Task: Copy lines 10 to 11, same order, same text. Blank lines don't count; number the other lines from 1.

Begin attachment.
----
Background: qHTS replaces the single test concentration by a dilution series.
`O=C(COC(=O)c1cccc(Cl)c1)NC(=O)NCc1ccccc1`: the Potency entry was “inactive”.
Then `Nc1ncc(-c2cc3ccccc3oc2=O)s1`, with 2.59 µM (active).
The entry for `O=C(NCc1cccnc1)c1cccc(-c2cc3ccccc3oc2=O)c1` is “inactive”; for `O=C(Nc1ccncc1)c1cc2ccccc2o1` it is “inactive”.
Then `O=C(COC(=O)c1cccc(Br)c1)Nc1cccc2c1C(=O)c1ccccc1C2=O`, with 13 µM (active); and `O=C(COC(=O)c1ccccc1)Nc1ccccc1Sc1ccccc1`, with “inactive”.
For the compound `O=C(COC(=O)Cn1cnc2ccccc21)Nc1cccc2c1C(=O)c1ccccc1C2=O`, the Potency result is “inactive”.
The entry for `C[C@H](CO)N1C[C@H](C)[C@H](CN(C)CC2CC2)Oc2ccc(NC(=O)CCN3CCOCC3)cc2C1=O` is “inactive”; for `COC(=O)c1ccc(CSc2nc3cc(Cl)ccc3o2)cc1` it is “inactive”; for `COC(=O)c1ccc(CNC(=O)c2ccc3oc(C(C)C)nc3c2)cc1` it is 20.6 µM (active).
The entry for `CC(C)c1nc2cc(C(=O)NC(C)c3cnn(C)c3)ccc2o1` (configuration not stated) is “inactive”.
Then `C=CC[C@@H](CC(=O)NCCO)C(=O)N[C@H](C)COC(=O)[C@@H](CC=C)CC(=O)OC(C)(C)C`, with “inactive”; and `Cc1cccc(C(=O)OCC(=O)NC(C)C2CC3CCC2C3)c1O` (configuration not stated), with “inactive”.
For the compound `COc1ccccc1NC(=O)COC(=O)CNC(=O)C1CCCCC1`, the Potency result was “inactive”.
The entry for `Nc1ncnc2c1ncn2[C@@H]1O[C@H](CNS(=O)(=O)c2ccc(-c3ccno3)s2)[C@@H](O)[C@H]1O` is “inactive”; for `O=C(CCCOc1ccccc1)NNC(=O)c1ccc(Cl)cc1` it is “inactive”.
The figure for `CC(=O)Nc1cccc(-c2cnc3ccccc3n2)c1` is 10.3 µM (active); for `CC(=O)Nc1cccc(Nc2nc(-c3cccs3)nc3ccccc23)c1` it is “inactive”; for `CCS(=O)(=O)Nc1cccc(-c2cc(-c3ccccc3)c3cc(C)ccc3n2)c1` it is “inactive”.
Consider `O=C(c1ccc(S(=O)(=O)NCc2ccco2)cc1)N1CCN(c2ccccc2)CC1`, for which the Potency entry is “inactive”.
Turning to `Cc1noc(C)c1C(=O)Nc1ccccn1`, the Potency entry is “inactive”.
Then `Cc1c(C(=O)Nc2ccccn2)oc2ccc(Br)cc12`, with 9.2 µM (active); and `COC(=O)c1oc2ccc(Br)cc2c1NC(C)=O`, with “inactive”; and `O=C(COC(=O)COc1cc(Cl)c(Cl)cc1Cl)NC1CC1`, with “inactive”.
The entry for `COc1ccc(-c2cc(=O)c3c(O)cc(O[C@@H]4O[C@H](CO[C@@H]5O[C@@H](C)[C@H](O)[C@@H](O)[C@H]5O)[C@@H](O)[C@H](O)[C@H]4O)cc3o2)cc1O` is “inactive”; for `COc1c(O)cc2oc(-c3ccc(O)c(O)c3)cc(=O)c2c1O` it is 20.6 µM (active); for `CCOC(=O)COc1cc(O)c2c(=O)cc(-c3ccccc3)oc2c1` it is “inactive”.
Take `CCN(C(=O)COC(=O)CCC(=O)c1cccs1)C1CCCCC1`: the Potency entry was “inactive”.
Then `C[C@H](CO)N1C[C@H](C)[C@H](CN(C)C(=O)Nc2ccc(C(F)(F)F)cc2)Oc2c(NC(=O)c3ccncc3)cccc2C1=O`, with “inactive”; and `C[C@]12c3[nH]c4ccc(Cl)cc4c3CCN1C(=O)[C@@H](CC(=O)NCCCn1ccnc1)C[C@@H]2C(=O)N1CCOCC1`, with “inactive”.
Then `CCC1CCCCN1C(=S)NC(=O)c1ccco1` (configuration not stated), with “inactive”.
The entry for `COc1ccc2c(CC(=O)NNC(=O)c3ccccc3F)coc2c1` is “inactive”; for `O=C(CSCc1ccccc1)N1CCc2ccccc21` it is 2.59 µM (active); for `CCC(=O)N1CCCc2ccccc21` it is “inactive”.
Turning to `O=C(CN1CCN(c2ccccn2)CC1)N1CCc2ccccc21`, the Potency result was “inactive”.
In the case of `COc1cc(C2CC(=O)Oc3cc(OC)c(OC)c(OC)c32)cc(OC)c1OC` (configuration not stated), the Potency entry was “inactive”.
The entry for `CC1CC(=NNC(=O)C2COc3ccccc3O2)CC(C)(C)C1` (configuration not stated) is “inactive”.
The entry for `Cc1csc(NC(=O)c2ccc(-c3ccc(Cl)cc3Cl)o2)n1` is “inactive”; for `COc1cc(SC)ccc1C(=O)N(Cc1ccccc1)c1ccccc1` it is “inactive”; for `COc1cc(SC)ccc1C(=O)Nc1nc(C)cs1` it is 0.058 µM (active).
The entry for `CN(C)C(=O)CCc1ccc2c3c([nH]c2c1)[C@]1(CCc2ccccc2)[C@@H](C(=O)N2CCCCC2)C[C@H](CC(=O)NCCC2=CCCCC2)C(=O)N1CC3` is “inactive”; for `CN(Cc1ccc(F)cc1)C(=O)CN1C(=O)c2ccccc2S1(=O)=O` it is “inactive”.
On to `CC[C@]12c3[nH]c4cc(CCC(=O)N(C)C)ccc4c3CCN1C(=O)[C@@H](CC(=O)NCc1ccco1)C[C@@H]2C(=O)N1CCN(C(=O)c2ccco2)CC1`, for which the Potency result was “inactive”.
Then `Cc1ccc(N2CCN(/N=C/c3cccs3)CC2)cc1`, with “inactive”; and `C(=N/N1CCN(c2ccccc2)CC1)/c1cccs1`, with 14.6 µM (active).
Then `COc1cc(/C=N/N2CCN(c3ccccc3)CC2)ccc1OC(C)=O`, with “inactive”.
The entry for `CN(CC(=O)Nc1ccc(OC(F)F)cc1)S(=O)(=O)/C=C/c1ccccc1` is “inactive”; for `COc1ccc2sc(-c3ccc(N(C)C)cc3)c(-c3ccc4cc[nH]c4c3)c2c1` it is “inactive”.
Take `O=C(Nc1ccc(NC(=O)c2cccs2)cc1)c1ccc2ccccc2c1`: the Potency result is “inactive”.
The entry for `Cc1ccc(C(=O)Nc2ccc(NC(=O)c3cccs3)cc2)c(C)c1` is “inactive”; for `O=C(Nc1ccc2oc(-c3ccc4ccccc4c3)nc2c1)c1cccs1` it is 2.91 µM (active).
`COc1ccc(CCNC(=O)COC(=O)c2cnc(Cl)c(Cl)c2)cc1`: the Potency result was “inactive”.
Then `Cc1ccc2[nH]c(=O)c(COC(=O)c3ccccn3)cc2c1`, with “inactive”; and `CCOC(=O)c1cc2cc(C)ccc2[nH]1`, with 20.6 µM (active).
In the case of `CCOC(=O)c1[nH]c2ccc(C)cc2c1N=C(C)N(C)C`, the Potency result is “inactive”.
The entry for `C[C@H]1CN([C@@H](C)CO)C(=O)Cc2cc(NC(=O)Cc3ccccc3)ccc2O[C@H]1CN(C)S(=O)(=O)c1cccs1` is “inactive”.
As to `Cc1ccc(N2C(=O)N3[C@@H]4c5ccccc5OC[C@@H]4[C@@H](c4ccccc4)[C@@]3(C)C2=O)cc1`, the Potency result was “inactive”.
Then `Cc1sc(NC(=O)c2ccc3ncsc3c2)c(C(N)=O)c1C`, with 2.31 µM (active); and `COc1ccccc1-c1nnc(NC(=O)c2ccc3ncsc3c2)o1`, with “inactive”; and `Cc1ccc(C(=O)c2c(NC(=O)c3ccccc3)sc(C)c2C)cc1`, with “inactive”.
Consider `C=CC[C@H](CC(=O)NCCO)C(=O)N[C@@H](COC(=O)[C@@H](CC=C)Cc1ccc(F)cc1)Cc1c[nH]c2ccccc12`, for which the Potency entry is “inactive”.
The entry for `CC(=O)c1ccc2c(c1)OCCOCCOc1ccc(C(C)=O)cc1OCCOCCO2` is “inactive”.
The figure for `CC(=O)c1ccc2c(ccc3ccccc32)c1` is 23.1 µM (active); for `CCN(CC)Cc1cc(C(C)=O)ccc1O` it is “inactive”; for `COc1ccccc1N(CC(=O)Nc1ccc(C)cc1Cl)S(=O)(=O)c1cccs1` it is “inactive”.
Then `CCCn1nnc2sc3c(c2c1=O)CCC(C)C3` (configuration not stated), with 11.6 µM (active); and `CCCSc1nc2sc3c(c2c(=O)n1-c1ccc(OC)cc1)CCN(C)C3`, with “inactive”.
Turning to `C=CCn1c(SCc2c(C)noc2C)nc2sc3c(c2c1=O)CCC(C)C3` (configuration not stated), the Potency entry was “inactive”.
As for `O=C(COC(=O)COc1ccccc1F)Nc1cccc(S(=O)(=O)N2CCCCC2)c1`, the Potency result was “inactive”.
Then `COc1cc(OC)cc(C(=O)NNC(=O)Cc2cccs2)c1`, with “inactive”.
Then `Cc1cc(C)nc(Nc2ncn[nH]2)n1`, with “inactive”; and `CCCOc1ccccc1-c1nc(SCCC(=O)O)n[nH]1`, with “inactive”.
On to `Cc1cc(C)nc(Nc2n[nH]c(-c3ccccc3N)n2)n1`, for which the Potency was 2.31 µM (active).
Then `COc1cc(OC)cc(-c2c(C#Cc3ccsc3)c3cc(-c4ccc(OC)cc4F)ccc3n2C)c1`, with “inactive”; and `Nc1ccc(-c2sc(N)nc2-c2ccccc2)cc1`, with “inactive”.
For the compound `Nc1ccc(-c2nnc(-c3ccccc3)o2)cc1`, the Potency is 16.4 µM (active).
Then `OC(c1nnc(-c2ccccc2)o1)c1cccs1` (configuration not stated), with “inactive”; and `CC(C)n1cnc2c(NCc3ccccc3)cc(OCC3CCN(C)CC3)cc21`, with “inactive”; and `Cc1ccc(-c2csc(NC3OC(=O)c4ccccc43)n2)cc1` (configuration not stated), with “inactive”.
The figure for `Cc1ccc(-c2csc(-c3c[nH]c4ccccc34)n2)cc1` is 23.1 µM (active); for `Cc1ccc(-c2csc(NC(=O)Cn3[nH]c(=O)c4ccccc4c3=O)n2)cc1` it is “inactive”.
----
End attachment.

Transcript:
For the compound `COc1ccccc1NC(=O)COC(=O)CNC(=O)C1CCCCC1`, the Potency result was “inactive”.
The entry for `Nc1ncnc2c1ncn2[C@@H]1O[C@H](CNS(=O)(=O)c2ccc(-c3ccno3)s2)[C@@H](O)[C@H]1O` is “inactive”; for `O=C(CCCOc1ccccc1)NNC(=O)c1ccc(Cl)cc1` it is “inactive”.